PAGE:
24. It is against that evidence that we consider the appellant's case. He was never given a Belarusian passport despite his requests for same in Belarus and in the UK where repeated attempts were made and are documented. Whilst he was issued with a Soviet passport, that has expired and all attempts to have it renewed or replaced have proved fruitless. The Belarus Embassy has confirmed in writing to the respondent that as far as they are concerned the appellant is not a Belarusian national. No reasons were given for their decision either to the respondent or the IOM Immigration Rules, for that matter, to the appellant himself despite attempts certainly by the IOM and the appellant's previous representatives, Jackson and Canter (on 11 May 2012) to obtain same. Mr Nason is right to say that if an application were lawfully refused, then one would expect a written refusal with reasons. The appellant plainly has strong links with Belarus and it was his place of residence prior to his flight in 1999. Indeed, on the face of it, according to Judge Levin, he met the requirements of the Citizenship Act. In our view, the only conclusion that can, therefore, be reached is that he has been arbitrarily deprived of his entitlement to citizenship. That has prevented him from returning to be reunited with his four children and his third wife whom he has not seen since 1999, and his grandchildren whom he has never met. The decision has deprived him of his right to return and as per ST and in the circumstances of the appellant's case, that constitutes persecution.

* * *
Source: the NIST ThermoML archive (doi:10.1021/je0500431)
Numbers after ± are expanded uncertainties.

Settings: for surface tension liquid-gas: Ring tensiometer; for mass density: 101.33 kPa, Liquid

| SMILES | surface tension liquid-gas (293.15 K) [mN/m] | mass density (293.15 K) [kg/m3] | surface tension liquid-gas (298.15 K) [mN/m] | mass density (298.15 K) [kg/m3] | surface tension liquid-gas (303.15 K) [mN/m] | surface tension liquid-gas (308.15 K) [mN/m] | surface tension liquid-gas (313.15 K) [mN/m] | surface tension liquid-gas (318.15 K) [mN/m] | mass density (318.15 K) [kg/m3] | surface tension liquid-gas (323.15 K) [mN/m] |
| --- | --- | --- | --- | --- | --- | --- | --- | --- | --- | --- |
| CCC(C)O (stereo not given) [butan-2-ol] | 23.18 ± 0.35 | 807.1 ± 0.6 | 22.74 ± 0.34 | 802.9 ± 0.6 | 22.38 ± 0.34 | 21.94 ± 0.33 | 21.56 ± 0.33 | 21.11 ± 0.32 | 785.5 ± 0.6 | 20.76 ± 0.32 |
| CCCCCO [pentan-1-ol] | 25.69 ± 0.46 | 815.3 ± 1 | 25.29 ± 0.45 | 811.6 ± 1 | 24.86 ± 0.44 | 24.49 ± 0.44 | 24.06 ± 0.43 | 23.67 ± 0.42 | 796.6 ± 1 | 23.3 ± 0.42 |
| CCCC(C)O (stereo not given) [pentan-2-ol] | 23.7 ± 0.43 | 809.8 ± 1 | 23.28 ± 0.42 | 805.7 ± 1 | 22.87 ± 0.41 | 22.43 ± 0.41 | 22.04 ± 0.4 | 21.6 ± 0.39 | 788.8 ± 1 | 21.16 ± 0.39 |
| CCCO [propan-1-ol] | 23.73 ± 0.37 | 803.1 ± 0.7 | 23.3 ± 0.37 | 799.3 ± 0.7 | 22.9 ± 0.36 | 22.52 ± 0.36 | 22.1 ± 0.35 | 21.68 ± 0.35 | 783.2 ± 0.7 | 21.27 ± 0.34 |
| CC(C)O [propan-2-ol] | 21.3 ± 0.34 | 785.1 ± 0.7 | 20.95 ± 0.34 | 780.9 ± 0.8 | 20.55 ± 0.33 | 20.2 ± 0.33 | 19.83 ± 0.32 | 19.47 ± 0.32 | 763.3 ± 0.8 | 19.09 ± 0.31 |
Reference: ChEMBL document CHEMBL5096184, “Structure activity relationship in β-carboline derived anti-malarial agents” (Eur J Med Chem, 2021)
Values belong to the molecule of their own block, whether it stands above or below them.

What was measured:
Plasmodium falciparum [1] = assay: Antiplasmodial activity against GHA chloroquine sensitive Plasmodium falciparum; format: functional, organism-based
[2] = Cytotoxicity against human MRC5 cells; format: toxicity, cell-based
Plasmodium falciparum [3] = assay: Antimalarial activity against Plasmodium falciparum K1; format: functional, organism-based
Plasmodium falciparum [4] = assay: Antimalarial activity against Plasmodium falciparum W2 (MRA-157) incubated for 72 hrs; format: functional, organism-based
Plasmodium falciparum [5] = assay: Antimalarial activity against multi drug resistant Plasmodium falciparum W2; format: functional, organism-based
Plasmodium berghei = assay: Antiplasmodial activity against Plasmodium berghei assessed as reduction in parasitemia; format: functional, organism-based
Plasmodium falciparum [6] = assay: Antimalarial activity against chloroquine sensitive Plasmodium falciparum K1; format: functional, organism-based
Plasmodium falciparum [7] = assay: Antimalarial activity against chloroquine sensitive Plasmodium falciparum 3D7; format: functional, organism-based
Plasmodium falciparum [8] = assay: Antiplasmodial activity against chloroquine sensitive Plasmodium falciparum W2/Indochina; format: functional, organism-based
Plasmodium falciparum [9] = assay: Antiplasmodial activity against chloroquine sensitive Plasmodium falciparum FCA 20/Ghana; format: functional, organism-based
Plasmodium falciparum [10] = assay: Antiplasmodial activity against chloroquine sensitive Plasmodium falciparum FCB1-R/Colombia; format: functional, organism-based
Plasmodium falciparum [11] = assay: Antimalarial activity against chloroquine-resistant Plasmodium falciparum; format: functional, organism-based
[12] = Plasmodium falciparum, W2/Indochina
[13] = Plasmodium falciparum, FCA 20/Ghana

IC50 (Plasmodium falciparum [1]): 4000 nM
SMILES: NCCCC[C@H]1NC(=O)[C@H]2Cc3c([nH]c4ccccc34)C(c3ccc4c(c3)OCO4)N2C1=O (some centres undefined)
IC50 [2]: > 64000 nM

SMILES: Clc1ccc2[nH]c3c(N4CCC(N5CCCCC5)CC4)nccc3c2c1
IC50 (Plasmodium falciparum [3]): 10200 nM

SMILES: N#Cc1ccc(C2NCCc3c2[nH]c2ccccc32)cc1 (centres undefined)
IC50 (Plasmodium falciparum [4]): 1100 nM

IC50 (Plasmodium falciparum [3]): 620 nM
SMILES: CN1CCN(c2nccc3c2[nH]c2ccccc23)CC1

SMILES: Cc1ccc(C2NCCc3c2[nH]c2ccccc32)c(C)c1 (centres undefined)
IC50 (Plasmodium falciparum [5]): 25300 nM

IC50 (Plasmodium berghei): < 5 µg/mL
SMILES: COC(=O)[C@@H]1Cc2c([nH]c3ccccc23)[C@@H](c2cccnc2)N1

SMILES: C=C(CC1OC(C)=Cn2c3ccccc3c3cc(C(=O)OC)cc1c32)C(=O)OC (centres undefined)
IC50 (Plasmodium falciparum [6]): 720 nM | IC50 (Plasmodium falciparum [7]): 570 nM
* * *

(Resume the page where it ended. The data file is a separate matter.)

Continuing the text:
25. For all these reasons and in the unusual and specific circumstances of the appellant's case, we find that he has been arbitrarily deprived of his citizenship for no good reason. We find that this deprivation constitutes persecution.


26. The determination of the First-tier Tribunal is set aside as it contains errors of law. We remake the decision and allow the appeal on asylum grounds.


Dr R Keki?
Upper Tribunal Judge

23 July 2013